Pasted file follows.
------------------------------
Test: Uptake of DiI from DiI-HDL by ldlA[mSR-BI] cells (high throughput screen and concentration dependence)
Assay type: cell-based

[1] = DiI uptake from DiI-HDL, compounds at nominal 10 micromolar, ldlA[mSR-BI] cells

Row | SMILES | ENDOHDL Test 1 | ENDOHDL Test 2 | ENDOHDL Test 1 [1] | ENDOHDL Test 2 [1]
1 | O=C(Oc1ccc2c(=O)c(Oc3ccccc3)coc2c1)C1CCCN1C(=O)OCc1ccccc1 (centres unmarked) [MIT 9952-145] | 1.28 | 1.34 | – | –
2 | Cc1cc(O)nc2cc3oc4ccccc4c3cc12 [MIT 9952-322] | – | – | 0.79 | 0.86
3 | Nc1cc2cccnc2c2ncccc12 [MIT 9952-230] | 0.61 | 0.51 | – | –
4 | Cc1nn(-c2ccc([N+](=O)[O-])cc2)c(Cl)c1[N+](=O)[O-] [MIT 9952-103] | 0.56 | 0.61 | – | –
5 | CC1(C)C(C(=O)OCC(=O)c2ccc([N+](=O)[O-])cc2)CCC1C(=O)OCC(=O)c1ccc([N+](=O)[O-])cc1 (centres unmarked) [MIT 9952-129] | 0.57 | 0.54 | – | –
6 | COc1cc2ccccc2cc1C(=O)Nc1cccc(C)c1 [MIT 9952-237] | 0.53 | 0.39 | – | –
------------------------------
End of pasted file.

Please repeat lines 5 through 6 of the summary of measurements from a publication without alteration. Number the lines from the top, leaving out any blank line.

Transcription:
1 | O=C(Oc1ccc2c(=O)c(Oc3ccccc3)coc2c1)C1CCCN1C(=O)OCc1ccccc1 (centres unmarked) [MIT 9952-145] | 1.28 | 1.34 | – | –
2 | Cc1cc(O)nc2cc3oc4ccccc4c3cc12 [MIT 9952-322] | – | – | 0.79 | 0.86